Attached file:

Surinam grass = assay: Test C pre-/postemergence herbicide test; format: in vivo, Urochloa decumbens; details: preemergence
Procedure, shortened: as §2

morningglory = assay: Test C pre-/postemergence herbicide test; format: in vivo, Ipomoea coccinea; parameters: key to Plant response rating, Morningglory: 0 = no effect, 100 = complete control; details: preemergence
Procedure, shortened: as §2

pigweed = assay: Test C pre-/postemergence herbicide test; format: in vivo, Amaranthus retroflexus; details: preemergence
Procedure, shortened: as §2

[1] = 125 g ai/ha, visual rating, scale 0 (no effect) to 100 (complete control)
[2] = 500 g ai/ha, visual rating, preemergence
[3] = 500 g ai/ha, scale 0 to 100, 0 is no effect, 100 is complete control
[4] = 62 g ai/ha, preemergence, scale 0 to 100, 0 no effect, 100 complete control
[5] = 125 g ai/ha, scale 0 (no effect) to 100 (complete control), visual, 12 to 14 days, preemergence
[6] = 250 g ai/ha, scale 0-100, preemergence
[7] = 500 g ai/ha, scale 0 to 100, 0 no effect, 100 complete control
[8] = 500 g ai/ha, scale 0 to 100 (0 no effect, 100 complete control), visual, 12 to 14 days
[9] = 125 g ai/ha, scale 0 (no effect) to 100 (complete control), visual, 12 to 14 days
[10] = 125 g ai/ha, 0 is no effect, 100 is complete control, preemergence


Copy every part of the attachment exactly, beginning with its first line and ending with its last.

Surinam grass = assay: Test C pre-/postemergence herbicide test; format: in vivo, Urochloa decumbens; details: preemergence
Procedure, shortened: as §2

morningglory = assay: Test C pre-/postemergence herbicide test; format: in vivo, Ipomoea coccinea; parameters: key to Plant response rating, Morningglory: 0 = no effect, 100 = complete control; details: preemergence
Procedure, shortened: as §2

pigweed = assay: Test C pre-/postemergence herbicide test; format: in vivo, Amaranthus retroflexus; details: preemergence
Procedure, shortened: as §2

[1] = 125 g ai/ha, visual rating, scale 0 (no effect) to 100 (complete control)
[2] = 500 g ai/ha, visual rating, preemergence
[3] = 500 g ai/ha, scale 0 to 100, 0 is no effect, 100 is complete control
[4] = 62 g ai/ha, preemergence, scale 0 to 100, 0 no effect, 100 complete control
[5] = 125 g ai/ha, scale 0 (no effect) to 100 (complete control), visual, 12 to 14 days, preemergence
[6] = 250 g ai/ha, scale 0-100, preemergence
[7] = 500 g ai/ha, scale 0 to 100, 0 no effect, 100 complete control
[8] = 500 g ai/ha, scale 0 to 100 (0 no effect, 100 complete control), visual, 12 to 14 days
[9] = 125 g ai/ha, scale 0 (no effect) to 100 (complete control), visual, 12 to 14 days
[10] = 125 g ai/ha, 0 is no effect, 100 is complete control, preemergence